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Rise in the Euro Over

A major policy shift is coming out of Europe. About a week ago the EU Commission decided that there should be more flexibility in the Stability Pact. Remember, the Stability Pact limited member countries' deficits to no more than 3-percent of GDP.

Under the news rules member countries will be allowed to run higher deficits for longer periods of time, if so needed. Therefore, the "one size fits all" rule is now gone, meaning that the Stability Pact is, for all practical purposes, dead. This has enormous implications for European economic growth rates and more importantly perhaps, for the euro exchange rate.

The Stability Pact was the bulwark of the euro's strength since its inception. Indeed, in a region where you saw high unemployment, sluggish or non-existent economic growth and massive structural inefficiencies, there is little fundamental justification for a strong currency. But the Stability Pact made the euro strong because it mandated anti-inflationary or even deflationary policies even if economic growth was weak. In other words countries in the Eurozone were not able to stimulate aggressively if their economic growth was weak. It therefore caused monetary growth rates to remain weak and that created an artificial shortage of euros and a global short squeeze developed. This has been the entire reason for the euro's rise in the past two years.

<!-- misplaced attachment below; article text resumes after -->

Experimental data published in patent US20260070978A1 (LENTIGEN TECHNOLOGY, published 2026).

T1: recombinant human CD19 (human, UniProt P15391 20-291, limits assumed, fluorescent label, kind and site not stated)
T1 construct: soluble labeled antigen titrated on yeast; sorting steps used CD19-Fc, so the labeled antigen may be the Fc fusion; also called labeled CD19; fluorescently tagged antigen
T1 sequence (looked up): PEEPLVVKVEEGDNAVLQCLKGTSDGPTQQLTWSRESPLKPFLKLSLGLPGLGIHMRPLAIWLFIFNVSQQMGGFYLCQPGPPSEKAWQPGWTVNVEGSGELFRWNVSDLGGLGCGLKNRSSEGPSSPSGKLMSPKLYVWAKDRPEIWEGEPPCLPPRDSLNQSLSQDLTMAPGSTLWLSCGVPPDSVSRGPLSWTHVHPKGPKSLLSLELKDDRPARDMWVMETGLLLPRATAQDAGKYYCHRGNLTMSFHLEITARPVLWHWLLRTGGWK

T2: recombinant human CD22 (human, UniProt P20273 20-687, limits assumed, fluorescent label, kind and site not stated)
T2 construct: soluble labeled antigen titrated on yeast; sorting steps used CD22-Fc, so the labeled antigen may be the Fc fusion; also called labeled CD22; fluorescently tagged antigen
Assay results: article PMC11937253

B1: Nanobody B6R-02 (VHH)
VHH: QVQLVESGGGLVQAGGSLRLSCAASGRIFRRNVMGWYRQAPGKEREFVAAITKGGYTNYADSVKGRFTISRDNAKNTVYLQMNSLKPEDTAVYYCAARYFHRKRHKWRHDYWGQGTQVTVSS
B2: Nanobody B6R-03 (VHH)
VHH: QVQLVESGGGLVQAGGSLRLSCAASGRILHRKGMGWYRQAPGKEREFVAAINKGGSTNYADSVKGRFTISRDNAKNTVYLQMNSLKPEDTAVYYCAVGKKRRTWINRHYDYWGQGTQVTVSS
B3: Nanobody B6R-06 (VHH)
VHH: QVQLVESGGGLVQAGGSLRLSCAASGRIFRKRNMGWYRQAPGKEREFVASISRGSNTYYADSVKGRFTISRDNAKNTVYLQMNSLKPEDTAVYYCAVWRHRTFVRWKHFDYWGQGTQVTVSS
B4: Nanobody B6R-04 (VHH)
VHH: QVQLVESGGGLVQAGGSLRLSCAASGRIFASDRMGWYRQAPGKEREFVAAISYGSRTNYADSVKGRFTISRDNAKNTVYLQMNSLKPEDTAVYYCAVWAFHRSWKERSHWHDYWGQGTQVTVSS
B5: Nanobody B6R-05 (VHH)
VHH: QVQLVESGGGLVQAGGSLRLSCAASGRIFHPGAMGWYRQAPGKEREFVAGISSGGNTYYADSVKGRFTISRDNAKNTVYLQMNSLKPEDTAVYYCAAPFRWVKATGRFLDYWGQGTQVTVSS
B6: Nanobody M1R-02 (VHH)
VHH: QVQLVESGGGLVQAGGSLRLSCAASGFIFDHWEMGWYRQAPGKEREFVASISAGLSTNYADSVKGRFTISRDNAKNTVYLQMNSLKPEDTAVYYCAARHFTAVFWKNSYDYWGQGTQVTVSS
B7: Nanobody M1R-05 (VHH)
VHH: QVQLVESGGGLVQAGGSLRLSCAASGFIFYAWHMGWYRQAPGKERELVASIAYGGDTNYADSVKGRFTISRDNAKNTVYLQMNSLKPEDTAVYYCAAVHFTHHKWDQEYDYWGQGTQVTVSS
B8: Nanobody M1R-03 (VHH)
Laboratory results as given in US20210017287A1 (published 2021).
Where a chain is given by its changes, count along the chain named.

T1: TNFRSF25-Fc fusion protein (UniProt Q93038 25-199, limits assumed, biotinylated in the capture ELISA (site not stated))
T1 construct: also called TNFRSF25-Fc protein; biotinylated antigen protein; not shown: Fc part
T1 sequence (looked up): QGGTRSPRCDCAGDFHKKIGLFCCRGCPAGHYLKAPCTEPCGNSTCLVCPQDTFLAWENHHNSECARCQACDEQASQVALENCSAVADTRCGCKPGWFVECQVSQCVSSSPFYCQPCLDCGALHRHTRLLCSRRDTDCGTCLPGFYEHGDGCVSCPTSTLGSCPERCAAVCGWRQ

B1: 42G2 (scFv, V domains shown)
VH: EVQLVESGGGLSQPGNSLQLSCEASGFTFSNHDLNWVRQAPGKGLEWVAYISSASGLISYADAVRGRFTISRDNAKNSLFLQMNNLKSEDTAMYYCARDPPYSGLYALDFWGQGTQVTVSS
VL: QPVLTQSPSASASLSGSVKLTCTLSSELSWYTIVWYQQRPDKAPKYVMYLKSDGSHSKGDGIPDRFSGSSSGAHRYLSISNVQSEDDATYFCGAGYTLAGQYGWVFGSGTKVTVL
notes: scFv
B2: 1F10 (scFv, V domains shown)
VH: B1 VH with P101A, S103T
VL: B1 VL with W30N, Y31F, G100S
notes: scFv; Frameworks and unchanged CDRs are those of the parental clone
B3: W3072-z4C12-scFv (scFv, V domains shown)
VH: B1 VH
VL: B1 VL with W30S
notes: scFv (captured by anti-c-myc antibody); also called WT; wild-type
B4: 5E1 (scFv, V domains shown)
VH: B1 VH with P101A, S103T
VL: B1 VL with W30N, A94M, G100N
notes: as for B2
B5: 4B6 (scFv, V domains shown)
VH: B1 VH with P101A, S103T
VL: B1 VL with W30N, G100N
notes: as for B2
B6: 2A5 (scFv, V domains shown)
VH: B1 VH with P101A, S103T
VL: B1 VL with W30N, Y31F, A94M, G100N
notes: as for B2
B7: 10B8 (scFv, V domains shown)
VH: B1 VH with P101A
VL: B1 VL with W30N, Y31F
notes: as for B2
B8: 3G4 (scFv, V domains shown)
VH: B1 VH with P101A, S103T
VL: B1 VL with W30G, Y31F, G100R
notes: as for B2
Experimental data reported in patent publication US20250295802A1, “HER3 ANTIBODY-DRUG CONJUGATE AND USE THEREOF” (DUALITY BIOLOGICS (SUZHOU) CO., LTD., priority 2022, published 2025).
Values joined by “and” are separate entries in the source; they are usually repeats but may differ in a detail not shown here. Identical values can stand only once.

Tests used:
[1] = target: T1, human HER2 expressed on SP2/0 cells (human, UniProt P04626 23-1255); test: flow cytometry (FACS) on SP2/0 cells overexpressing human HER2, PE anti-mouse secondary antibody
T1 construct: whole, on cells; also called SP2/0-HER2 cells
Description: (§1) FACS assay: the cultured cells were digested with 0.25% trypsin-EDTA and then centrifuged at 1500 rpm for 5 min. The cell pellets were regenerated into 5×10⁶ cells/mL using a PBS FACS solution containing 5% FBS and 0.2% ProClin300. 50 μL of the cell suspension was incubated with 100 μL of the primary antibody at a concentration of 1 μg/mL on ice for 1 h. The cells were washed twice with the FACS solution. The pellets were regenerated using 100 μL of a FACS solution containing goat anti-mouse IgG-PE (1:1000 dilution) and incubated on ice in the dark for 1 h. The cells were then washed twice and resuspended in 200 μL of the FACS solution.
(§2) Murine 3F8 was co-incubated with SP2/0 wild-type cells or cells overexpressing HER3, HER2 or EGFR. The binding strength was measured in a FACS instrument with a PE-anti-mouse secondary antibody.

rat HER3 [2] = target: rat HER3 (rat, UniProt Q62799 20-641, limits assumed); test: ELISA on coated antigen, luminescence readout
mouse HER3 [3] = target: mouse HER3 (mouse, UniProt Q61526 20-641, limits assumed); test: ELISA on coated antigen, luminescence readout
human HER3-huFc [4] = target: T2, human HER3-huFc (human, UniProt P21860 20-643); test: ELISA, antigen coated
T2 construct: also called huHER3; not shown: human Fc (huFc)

However, with EU member countries having been given the green light to ramp up deficits and maintain them for longer periods of time, growth will take precedence over inflation fighting, and euro creation will rise (perhaps rapidly) causing the euro to fall. You should start shorting the euro--aggressively--on any rallies now. It is going a lot lower.

With the Stability Pact now (de-facto) dead, the euro will begin a long-term decline. THIS IS A MAJOR TRADE!!!

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